Tony Kushner’s Angels in America is almost too big to discuss: a sprawling three-part, six-hour play ambitiously covering themes ranging from love and abandonment, to homosexuality and Mormonism, to faith and religion, to disease and dying, to politics and justice, to progress and the very meaning of millennial America.
Undoubtedly, too many to focus on here. So I’m limiting my discussion to Kushner’s moving, unflinchingly honest portrayal of slow deterioration from terminal illness, and the representations of heaven (and hell) as envisioned by various characters facing their own mortality.
Note: I highly recommend the 2003 HBO miniseries version of Angels in America, directed by Mike Nichols and starring Meryl Streep, Al Pacino, and Emma Thompson. Much of the imagery here will be taken from that version, as I’ve never had the privilege of seeing the play in its entirety.
Pryor Walter, the work’s central character, is a young gay man from a prominent WASP-ish family, living in New York City in the 1980s, who has just been diagnosed with AIDS.
His partner, Louis, is terrified of illness and death, and effectively abandons Pryor in his hour of most dire need. Pryor’s crisis is then bigger than his failing physical health– his crisis is an implosive undermining of his faith, his love, and his capacity to believe in anything. This begins to manifest itself in a series of terrifying visions, in which an angel (the angel of America) visits him at night and proclaims him a true American prophet, like Joseph Smith before him.
Pryor’s best friend, Belize, a flamboyant nurse of Afro-Caribbean descent, remains one of his sole caretakers and close friends after Louis’s abandonment. As Pryor continues on his downward mental and emotional spiral, Belize takes him to the funeral of a prominent area drag queen, another victim of the worsening AIDS crisis. The funeral is a jubilant, raucous celebration with a full gospel choir, dancing, and outlandish costumes. Pryor is horrified. “That was tawdry,” he proclaims; Belize disagrees. “It was divine.” Pryor, wrapped in a black cloak and increasingly eccentric in manner due to his nightly visions, refuses to embrace the possibility of death– to him, simply another of life’s betrayals– and the celebration strikes him as, perhaps, sacrilegious. It’s not until the end of the play, after he has wrestled with his angel, that Pryor finds peace.
Notably, one of Belize’s AIDS patients is the infamous (real-life) conservative lawyer Roy Cohn, checked into the hospital under pretense of “liver cancer.” Cohn rejects the gay community absolutely, because they are powerless, at the bottom of the social pyramid– he argues instead that he’s just a straight guy “who f***s around with guys.” Naturally, Belize and Roy hate each other.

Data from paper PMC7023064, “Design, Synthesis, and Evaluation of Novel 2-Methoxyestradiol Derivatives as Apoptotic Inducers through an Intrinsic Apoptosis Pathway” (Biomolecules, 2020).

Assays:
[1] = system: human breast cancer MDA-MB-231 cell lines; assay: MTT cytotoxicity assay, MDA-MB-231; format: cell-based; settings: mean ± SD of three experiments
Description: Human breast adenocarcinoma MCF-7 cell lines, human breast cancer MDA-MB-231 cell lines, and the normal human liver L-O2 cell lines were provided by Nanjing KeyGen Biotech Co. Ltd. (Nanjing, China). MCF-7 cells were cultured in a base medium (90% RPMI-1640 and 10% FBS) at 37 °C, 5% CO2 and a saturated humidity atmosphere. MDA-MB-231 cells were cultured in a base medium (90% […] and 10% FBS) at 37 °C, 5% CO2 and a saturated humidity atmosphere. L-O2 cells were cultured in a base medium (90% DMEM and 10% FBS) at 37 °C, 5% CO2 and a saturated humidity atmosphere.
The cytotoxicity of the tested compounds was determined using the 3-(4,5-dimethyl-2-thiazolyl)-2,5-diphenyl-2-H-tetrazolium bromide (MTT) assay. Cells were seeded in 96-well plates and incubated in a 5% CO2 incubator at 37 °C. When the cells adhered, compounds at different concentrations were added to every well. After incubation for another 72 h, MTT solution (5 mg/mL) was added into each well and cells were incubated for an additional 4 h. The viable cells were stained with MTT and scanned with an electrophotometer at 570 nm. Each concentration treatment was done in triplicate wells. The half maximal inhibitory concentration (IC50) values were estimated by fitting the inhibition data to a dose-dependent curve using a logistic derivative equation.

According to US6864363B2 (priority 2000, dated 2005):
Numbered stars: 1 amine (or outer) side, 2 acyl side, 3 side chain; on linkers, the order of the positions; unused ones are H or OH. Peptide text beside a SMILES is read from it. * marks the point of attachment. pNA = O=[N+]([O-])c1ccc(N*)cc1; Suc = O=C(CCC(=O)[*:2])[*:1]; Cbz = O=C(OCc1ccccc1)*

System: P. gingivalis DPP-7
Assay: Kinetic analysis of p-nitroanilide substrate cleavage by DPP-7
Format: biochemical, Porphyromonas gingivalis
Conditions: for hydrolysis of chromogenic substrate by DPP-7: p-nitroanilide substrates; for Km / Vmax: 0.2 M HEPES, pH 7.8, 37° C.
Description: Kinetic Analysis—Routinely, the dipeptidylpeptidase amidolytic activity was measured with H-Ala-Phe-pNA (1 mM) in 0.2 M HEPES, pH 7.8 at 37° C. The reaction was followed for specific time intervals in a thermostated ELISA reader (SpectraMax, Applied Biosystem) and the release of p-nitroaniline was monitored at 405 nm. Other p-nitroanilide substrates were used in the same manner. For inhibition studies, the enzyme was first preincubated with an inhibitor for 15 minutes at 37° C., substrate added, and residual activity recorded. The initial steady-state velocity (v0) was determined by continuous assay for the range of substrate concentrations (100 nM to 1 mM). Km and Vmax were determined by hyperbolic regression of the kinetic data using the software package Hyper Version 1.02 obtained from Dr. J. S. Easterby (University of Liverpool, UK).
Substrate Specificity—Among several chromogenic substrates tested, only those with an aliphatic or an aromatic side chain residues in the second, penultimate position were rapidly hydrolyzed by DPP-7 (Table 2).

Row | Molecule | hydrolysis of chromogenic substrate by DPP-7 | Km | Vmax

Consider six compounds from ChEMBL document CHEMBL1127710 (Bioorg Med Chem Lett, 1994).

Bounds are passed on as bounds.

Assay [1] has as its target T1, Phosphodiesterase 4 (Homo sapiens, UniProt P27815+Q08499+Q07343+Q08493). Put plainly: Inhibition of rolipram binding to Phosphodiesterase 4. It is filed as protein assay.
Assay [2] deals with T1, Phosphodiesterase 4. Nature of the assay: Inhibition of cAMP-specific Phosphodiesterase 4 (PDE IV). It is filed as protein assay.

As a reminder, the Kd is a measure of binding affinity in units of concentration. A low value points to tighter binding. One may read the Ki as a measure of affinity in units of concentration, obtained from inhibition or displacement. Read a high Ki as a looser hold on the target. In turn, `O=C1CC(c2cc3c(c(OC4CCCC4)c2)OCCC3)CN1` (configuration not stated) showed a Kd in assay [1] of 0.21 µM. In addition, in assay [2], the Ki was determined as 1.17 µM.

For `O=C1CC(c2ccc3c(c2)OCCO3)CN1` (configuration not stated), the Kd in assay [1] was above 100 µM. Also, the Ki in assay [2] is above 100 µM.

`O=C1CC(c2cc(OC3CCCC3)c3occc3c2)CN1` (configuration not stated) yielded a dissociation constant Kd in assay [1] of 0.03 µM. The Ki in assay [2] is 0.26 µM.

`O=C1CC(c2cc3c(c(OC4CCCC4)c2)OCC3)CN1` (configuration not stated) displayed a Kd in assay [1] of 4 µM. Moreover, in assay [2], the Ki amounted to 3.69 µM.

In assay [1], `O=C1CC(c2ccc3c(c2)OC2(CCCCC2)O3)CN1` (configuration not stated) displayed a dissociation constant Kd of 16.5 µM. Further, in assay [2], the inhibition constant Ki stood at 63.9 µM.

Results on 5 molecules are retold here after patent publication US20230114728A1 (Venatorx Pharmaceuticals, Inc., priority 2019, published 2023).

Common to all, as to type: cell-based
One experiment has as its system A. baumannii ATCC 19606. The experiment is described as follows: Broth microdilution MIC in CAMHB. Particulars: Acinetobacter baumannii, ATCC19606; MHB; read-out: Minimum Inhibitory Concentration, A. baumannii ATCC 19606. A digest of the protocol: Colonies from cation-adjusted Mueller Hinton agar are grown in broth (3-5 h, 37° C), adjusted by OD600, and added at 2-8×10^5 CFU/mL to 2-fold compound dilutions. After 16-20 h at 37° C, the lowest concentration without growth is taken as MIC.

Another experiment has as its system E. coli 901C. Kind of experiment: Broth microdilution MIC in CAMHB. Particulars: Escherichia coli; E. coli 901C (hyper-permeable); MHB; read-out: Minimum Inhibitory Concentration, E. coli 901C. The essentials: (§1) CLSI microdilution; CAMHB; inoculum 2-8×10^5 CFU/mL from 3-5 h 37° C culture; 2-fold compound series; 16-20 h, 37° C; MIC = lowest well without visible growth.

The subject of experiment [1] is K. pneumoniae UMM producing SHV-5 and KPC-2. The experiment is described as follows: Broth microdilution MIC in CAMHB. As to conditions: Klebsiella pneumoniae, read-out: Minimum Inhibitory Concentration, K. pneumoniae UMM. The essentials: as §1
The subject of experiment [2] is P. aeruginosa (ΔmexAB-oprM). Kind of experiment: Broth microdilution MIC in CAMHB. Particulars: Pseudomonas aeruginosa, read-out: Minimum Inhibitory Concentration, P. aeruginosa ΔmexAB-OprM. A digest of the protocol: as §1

One night, when Roy has wandered out of his hospital room in a drug-induced haze, Belize catches him in the hallway. Roy puts to him a question: “What’s it like, after?”
“Like San Francisco… Overgrown with weeds, but flowering weeds. On every corner a wrecking crew and something new and crooked going up catty corner to that. Windows missing in every edifice like broken teeth, fierce gusts of gritty wind, and a gray high sky full of ravens… And everyone in Balencia gowns with red corsages, and big dance palaces full of music and lights and racial impurity and gender confusion. And all the deities are creole, mulatto, brown as the mouths of rivers. Race, taste and history finally overcome. And you ain’t there.”
Roy shudders. “And heaven?”
“That was heaven, Roy,” Belize replies sardonically.
Meanwhile, Pryor is taken to the hospital after collapsing in the Mormon Visitors Center, and during his unconsciousness he is summoned to heaven by the angel. Pryor’s heaven is similar to the way Louis described it, in an idle conversation the two had before he left: a perpetual rainy afternoon in autumn. In the film version, heaven is shot at Hadrian’s Villa outside Rome, a former emperor’s complex of Italianate gardens filled with pools, columns, and partly-broken Roman statuary, filtered into black and white.
Heaven, then, is in the eye of the beholder. Belize hates America, in all its racist, unjust, homophobic, diseased glory. For him, heaven is the place where he would no longer be excluded, a beautiful and messy collage of diversity and love. For Roy, that’s the hell he’s trying to keep America from becoming.
And for Pryor, heaven is seen through the eyes of the one he loves, Louis, the god who abandoned him. It’s lovely in a melancholy Greco-Roman way. But even as Pryor wanders his imagined heaven, he defiantly demands “more life” of the angels. The diseased, abandoned world terrifies Pryor, but in the end, he fights to stay in it, just for a little bit longer. Heaven can wait.